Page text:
We are the best HOST


B. Abhay Rathore
Asst. Professor
Shivalik Institute of Management Education and Research

Slowly but steadily a country with varied diversities in culture and traditions is making a mark in the international business. Along with a mark the country is making its way ina big way to reap profits in the World Tourism. World Travel and Tourism ( WTTC ) in its estimated has a claim of Rs. 850000 crores to the GDP by 2020.

With a growing economy of 7-8 percent and rise in disposable income there has been a phenomenal growth in the number of people going for pleasure trips. It cannot be any exaggeration in the statements if number of tourists visiting the country has risen to 20 percent in the financial year with 2.2 million in numbers making their mark on land during the year 2002.

Yess….If Conde Nast ranked that country among the top tourist destinations, JBIC ranked her as the fifth most attractive destination then it has to be India. Tourism industry in India was the second foreign exchange grosser for the year ended March 2003. The outlay set in for the tenth five year plan is Rs. 2900 crores. With a low-fat tax structure by extending the benefits of section 10(23G) of the Income tax act, 1961 to institutions financing hotels of a three star category and above and setting up of a top level executive of Travel Finance Corporation of India (TFCI) India is gearing up to make itself a hot sort after destination in world tourism. There are state governments which have been given free hand in boosting tourism at the regional level and also making it possible to make a mark globally.

The efforts got noticed when Ministry Of Tourism during Jan-Dec 2006 confirmed that total tourist inflow stood at 4429915 as against 3918610 in the same period of last year. The total foreign exchange earnings earned during 2006 rises to US $ 6569.34 million against US $ 5730.86 million Today tourism in not confined to three S i.e. Sun, Sand and Sea. It has widened its scope. Now it's being tuned in words such as rural tourism, pilgrim tourism, health tourism, convention tourism, etc.

In the west, and other developed countries, they call it Farm Tourism, as it largely offers a 'back to nature' experience. Rural Tourism, the catalog India has adopted, is poles apart the western concept. India, it has been aptly said, lives in its villages, and that is where a visitor can get the feel of the real India. The official booklet on the subject says it succinctly. "The rural heartland of India", it points out, "is home to an array of endowments, each distinctive, with lifestyle redolent of art, craft, culture and natural heritage. Rural tourism thus connects the visitor from the frenetic present with the traditional assets of communities whose domain lies off the beaten track. It recognizes the role of women in civil society, the primacy of human development and the preservation of heritage". This country has more compelling reasons to aggressively promote rural tourism.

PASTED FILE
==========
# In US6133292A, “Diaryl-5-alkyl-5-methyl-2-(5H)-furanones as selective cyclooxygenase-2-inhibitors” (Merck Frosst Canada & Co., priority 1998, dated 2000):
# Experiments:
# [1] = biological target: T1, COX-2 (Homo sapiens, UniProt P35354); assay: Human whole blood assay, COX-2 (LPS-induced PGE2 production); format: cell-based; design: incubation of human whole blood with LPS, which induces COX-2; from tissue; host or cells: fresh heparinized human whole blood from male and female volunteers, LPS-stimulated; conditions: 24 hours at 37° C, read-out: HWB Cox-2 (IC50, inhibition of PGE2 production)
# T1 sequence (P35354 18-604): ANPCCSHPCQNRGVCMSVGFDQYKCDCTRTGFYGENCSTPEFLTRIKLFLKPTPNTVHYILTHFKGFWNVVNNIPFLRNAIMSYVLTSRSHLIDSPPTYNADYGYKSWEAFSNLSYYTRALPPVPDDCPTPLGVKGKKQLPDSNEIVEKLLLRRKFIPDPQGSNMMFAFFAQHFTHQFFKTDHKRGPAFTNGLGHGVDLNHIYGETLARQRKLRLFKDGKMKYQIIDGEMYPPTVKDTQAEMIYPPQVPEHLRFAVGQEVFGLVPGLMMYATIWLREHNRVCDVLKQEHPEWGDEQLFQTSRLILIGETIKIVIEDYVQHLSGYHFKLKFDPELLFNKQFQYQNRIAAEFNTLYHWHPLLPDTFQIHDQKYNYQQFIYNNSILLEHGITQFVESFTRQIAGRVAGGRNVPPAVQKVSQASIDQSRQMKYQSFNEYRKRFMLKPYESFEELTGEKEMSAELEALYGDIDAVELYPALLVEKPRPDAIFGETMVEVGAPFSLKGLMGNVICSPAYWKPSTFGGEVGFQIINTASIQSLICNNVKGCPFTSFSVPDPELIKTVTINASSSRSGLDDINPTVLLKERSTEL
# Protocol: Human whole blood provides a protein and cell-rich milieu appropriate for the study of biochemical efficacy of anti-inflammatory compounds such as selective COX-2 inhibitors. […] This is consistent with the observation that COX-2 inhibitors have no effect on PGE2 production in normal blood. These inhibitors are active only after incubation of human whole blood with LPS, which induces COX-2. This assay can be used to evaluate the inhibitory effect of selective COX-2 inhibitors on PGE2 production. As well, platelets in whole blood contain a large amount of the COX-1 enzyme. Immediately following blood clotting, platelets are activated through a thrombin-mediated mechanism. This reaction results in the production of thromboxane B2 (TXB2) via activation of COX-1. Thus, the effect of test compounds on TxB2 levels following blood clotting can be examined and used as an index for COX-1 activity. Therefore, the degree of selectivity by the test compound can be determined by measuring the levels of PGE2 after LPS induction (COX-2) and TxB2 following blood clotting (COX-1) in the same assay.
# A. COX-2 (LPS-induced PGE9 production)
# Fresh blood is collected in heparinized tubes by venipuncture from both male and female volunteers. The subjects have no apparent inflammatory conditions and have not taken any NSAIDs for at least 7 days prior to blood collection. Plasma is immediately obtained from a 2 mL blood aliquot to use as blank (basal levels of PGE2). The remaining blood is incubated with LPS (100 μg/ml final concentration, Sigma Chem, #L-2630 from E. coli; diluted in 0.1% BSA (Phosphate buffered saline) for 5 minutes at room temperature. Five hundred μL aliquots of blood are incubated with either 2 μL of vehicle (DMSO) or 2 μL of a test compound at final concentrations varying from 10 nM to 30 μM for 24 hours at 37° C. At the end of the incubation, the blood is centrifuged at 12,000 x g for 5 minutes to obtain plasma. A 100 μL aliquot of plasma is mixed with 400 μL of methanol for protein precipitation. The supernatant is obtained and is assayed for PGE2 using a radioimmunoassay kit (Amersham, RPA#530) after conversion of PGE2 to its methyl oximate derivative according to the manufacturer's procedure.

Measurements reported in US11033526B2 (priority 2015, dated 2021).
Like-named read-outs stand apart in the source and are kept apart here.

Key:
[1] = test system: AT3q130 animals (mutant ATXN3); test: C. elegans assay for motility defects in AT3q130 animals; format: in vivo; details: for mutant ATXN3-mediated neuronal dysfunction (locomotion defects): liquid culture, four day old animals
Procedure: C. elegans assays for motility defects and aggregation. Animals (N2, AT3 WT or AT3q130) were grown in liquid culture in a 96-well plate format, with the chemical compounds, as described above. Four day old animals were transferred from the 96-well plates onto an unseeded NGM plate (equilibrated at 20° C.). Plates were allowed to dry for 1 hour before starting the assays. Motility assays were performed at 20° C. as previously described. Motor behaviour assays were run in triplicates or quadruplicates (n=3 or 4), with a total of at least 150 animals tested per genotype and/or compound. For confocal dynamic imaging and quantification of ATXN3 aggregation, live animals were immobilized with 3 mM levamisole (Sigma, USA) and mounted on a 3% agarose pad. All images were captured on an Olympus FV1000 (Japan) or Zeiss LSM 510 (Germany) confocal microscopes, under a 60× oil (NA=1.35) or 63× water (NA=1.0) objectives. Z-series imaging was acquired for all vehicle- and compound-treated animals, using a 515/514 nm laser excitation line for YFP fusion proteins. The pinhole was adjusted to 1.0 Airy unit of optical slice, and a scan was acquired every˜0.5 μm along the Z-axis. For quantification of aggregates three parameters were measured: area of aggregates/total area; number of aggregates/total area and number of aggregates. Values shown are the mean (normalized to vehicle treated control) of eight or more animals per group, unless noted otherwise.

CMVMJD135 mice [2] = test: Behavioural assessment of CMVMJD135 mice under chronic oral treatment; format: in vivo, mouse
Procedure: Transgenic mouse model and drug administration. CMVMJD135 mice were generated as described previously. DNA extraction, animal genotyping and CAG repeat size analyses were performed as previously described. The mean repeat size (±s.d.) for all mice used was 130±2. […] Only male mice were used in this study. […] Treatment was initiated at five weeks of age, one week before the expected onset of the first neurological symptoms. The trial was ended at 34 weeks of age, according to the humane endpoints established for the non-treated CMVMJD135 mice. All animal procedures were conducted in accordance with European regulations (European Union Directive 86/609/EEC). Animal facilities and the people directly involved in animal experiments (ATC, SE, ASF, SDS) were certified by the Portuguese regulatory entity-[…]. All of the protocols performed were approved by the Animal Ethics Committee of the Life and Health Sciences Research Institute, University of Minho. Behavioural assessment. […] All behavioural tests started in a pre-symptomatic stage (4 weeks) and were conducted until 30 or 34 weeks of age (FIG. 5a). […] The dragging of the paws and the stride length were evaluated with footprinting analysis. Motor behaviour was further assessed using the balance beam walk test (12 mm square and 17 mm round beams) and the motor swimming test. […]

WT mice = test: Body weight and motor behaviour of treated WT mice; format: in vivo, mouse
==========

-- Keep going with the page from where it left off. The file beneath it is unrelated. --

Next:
The ministry of tourism launched a major rural tourism project, covering the whole country, in association with UNDP (United Nations Development Fund). Some fifty villages have already been chosen, where access and basic infrastructure like accommodation, food and guides are being provided. To quote again from the official booklet, "virtually every corner of rural India possesses a craft or traditional skill, preserved and passed on by the gurus to their pupils……Patachitra painting and Gotipura dance in Raghurajpura, Ikat style weaving in Pochampally, metal mirrors and Vaastu Vidya in Aranmula, the Chanderi weave in Pranpur, embroidery in Hodka ….. the list is endless". "For the visitor", it adds, "rural tourism will add value through packaged programmes in art and craft, imparted by skilled local artisans. And village entertainment groups will unveil local history, and cultural, natural and oral treasures."

Even before the tourism ministry had moved in a big way, Haryana State, bordering Delhi, had made a pioneering effort. It came out with a colour brochure and an evocative theme. "Rural tourism," the word itself seeks to awaken the child in us …to experience the unforgettable whiff of the countryside…to plant baby seeds…enjoy the delights of organic food and experience many spontaneous joys of nature that we may never have known before." Initially, Haryana tourism began its foray into rural holidays in association with a dozen or so farms around Delhi. They are located in the Faridabad, Gurgaon, Rohtak and Karnal districts. But now Kerala has showed the whole nation the way to responsible tourism. As said earlier in the writings here, states having a free hand in the whole international marketing and management process of tourism, now are keen to make a mark of theirs, on their own.

Thus, we can truly say that we are proving to the world as the best host and when we read this sentence we are looking forward to the sports unification through 2010 also.


Rural Tourism and Tribal development    by  Verma , S.B., Jiloka, S.K. & Thryambakam, P

Fundamentals of Travel and tourism by Ballabh, Anand



B. Abhay Rathore
Asst. Professor
Shivalik Institute of Management Education and Research

Source: E-mail November 5, 2008


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